You often here things like, “It costs so much to live in the city,” or “Things always cost more in the city.” Do you ever wonder why? It’s the taxes. Today we’ll look at the effect of taxes on the price of things you buy, which causes prices in high-tax areas to be way higher than prices in low-tax areas. Ironically, higher taxes does not necessarily mean governments bring in more money per capita, as described in a theory called the “Laffer Curve.” We’ll discuss why.
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How goods are priced
To understand why taxes cause prices to be high, you first need to understand how things are priced. If it is a free-enterprise society where business owners are free to price things as they see fit, the most critical aspect will be the cost of the item. When pricing an item, the owner first calculates his costs to make (or acquire) the item, market it, and sell it since he needs to charge more than that to make a profit. He then surveys the market and determines the cost the most customers would pay for the item. In doing this he looks at who else are selling similar items and for what they are selling. As long as there are enough businesses selling an item, at least one of them will try selling at a lower price than the others to gain market share, which will cause the others to lower their prices. This will continue until the item reaches the minimum point at which it is still worth selling.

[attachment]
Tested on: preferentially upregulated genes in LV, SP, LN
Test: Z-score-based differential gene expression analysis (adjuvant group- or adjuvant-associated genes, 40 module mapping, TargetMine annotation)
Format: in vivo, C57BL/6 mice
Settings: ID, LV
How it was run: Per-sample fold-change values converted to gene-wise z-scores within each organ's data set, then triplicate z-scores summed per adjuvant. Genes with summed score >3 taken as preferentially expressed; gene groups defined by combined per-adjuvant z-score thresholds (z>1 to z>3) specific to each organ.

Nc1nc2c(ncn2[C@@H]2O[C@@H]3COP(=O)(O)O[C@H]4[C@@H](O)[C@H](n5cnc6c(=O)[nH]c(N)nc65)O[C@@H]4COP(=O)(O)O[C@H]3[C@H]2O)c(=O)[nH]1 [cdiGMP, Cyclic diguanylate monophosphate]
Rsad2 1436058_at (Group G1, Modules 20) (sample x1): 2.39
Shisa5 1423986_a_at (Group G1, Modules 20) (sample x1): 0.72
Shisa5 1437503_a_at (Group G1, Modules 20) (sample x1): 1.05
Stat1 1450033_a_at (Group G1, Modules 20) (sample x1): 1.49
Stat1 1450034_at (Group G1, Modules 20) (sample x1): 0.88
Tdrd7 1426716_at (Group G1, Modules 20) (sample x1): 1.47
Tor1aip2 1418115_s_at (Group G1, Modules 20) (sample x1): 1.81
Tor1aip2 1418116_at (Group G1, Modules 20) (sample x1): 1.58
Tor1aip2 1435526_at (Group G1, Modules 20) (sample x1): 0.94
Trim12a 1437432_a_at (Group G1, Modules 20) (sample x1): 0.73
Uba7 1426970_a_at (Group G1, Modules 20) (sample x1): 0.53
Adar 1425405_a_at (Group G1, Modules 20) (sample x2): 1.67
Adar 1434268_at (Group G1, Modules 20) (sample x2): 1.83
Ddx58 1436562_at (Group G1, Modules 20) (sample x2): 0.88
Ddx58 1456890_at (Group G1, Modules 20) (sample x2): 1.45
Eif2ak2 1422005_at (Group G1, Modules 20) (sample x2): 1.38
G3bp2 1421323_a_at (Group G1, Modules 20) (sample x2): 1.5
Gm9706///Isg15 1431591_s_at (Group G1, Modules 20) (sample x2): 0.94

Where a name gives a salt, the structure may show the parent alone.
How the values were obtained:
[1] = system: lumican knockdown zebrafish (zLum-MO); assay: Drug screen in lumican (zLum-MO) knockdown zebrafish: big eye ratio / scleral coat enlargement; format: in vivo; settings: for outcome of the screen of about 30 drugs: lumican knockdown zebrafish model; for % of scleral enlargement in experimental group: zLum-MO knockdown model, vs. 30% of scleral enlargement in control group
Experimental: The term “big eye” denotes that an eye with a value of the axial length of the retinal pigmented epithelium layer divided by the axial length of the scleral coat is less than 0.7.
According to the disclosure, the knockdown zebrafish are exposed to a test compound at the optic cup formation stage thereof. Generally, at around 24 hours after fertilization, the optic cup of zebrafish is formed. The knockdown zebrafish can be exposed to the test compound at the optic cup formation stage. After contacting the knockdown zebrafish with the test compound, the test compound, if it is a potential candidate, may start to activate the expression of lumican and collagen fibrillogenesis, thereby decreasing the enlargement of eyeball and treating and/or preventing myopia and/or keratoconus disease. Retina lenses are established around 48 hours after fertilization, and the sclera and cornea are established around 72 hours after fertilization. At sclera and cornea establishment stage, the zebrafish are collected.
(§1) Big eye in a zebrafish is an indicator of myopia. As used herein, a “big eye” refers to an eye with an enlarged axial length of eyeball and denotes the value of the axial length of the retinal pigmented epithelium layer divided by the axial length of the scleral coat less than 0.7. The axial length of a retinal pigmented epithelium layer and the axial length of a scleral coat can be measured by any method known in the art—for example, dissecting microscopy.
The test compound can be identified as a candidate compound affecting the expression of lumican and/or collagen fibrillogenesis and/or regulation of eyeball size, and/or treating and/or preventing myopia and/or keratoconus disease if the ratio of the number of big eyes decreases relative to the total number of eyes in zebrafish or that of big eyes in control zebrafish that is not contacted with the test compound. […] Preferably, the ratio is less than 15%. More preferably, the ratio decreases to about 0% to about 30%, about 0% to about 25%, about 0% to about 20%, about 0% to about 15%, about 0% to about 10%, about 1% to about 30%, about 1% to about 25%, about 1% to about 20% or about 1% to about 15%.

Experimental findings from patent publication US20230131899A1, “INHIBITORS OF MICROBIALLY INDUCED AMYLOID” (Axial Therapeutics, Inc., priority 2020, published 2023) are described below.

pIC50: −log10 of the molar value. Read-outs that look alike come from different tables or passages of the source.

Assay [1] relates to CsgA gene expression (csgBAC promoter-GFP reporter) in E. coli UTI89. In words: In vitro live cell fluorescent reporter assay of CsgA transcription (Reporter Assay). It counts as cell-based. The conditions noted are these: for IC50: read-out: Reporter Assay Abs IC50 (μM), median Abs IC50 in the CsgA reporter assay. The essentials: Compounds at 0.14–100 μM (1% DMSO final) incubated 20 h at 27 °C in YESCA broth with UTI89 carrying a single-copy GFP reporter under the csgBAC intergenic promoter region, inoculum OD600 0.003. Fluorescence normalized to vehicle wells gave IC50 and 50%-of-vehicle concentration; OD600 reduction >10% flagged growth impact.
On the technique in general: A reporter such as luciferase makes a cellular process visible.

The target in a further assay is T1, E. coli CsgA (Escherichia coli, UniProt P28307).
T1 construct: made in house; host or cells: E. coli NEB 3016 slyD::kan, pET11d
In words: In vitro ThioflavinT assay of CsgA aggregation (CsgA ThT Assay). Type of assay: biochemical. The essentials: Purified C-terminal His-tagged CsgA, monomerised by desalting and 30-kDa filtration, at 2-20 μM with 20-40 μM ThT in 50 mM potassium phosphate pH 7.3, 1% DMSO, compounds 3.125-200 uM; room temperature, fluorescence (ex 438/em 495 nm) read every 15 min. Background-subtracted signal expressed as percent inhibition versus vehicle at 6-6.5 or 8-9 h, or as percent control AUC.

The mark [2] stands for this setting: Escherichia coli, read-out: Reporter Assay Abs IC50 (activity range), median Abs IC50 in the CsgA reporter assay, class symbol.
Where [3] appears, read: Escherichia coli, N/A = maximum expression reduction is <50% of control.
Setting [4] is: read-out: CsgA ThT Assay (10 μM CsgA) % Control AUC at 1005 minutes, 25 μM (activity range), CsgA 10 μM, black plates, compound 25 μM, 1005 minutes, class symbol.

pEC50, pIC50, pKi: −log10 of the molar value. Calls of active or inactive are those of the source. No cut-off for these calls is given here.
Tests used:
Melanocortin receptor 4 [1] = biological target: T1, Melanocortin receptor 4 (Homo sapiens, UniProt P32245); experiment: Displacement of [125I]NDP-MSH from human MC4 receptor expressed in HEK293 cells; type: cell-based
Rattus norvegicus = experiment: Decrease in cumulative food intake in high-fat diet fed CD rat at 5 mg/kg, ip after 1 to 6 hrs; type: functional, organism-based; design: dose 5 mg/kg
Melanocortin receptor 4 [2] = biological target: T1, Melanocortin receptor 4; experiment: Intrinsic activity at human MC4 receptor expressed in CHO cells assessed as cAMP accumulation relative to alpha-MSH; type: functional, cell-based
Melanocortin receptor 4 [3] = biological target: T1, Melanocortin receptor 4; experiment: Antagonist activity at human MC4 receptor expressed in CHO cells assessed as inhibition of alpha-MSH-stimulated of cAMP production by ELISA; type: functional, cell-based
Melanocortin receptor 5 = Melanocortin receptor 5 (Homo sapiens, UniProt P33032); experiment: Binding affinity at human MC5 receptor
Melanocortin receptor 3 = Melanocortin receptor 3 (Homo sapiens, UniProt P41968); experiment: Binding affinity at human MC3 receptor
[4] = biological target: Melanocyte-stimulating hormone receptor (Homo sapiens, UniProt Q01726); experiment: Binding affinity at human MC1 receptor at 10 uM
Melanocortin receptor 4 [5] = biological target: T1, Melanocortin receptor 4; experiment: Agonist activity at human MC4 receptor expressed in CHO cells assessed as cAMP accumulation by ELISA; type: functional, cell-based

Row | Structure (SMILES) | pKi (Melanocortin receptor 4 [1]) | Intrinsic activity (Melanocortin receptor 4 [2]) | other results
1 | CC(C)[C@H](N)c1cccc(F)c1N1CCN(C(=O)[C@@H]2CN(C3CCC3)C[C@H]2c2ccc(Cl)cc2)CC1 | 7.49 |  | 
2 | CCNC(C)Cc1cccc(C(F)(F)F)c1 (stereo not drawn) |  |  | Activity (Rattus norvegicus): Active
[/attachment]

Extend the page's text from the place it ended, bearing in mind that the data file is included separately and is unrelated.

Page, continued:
This means that basically, as long as there is enough competition and there isn’t collusion to fix prices, all items in the marketplace are priced about as low as they can be, taking cost of making and selling the items into account. Once this happens, everyone will sell like items for about the same price since they’ll sell fewer and make a lower profit if they try to sell for more. If businesses try to sell for less than this price, they’ll find they’re selling items but not making enough in profits to be worth their time.
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This is the beauty of a free-enterprise marketplace: the customers get the lowest possible price because businesses are always looking for ways to lower prices by cutting their costs. There are a few items where this doesn’t occur because the customer associates a high price with quality, desirability, and exclusivity (like exotic sports cars) and the sellers do better by charging more. People buy Rolls Royces because they are expensive and not many people can have them. But in general it is true that prices are driven down to their minimum point.
Free enterprise works in big cities too